Oral contraceptives (which contain oestrogen) and oestrogen therapy may make migraines worse and may increase the risk of stroke in women who have migraines with an aura.
Other triggers include the following:
- Lack of sleep, including insomnia
- Changes in the weather, particularly barometric pressure
- Red wine
- Certain foods
- Hunger (as when meals are skipped)
- Excessive stimulation of the senses (for example, by flashing lights or strong odours)
Various foods have been associated with migraines, but whether they trigger migraines is unclear. Which foods trigger migraines varies from person to person.
These foods include
- Foods that contain tyramine, such as aged cheeses, soy products, fava beans, hard sausages, smoked or dried fish, and some nuts
- Foods that contain nitrates, such as hot dogs and lunch meats
- Foods that contain MSG (monosodium glutamate), a flavour enhancer found in fast foods, broths, seasonings, and spices
- Caffeine (including that in chocolate)
Head injuries, neck pain, or a problem with the joint of the jaw ( temporo-mandibular joint disorder) sometimes triggers or worsens migraines.
Familial hemiplegic migraine
A rare subtype of migraine, causes weakness on one side of the body. It is associated with genetic defects on chromosome 1, 2, or 19. The role of genes in the more common forms of migraine is under study.
In some families, family members have different migraine symptoms. Some have mainly headache. Some have mainly vertigo (a type of dizziness) or weakness on one side of the body. Some have only a migraine aura with no headache. These findings suggest that migraine may be more than just a headache disorder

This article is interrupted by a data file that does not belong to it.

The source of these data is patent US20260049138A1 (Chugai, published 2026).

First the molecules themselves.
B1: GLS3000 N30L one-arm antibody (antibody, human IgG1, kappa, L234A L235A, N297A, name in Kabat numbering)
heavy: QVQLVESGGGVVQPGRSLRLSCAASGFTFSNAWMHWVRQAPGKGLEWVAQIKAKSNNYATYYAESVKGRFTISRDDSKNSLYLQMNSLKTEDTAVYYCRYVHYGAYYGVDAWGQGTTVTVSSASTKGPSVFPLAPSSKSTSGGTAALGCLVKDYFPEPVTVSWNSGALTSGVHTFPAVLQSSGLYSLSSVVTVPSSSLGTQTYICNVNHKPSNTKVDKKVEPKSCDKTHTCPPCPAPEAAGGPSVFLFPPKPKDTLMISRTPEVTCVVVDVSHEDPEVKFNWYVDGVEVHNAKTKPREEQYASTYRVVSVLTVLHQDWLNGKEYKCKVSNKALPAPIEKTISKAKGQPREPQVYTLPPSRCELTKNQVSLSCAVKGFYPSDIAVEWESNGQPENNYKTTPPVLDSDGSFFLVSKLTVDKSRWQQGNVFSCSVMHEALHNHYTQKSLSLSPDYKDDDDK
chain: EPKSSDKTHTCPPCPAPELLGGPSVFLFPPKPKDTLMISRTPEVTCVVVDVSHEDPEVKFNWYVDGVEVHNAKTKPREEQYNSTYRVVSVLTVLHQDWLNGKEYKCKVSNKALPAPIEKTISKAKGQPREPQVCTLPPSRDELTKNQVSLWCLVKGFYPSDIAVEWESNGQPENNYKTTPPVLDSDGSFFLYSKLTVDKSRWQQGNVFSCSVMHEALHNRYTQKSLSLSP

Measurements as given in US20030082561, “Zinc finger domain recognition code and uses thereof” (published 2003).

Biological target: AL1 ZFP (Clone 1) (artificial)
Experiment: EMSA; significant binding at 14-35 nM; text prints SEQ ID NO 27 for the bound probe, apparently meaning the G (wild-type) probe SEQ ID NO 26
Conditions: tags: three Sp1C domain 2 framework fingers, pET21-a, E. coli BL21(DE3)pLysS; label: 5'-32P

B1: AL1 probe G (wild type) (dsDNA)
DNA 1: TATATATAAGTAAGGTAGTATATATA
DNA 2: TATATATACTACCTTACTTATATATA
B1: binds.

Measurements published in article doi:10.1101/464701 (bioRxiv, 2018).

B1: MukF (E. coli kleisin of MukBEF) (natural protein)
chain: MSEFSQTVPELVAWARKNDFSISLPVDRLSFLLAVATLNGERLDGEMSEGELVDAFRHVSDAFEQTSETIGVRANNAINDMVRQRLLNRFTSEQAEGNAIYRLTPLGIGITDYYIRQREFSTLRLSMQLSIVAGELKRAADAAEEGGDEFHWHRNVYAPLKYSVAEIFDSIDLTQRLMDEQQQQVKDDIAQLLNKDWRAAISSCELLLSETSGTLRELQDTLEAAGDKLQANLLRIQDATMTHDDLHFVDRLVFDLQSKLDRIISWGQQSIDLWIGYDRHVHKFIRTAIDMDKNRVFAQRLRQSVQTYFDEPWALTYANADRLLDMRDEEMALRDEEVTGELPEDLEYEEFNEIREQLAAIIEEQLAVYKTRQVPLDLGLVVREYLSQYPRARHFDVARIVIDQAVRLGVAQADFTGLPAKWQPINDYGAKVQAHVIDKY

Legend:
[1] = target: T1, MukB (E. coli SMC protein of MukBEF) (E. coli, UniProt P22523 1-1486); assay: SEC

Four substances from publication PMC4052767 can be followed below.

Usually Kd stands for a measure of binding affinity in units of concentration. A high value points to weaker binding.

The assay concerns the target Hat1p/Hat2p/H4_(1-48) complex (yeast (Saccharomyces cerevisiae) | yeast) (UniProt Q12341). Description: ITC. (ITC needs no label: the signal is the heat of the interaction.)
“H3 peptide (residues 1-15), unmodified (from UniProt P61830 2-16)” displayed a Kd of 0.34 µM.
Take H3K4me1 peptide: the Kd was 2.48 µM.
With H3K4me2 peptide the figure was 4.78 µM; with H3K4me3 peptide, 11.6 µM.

Symptoms of migraine
In a migraine, pulsating or throbbing pain is usually felt on one side of the head, but it may occur on both sides. The pain may be moderate but is often severe and incapacitating. Physical activity, bright light, loud noises, and certain odours may make the headache worse. This increased sensitivity makes many people retreat to a dark, quiet room, lie down, and sleep if possible. Typically, migraines subside during sleep.
The headache is frequently accompanied by nausea, sometimes with vomiting, and sensitivity to light, sounds, and/or odours. People have difficulty concentrating during an attack.
Attacks vary greatly in frequency and severity. Many people have several types of headache, including mild attacks without nausea or sensitivity to light. These attacks may resemble a tension-type headache but are a mild form of migraine.
Migraine attacks may last for hours to a few days (typically 4 hours to several days). Severe attacks can be incapacitating and disrupt family and work life.
A prodrome often occurs before a migraine. The prodrome is sensations that warn people that an attack is about to begin. These sensations may include mood changes, neck pain, food cravings, loss of appetite, and nausea.
An aura precedes migraines in about 25% of people. The aura involves temporary, reversible disturbances in vision, sensation, balance, muscle coordination, or speech. People may see jagged, shimmering, or flashing lights or develop a blind spot with flickering edges. Less commonly, people experience tingling sensations, loss of balance, weakness in an arm or a leg, or difficulty talking. The aura lasts minutes to an hour before and may continue after the headache begins. Some people experience an aura but have only a mild or no headache.
Migraines usually become less severe as people age. However, auras that affect vision without a headache occur more frequently in older people.
People with migraine often also feel tired, have problems sleeping, lose their appetite and/or taste for food, and lose weight. Their sex drive may decrease. These problems develop gradually.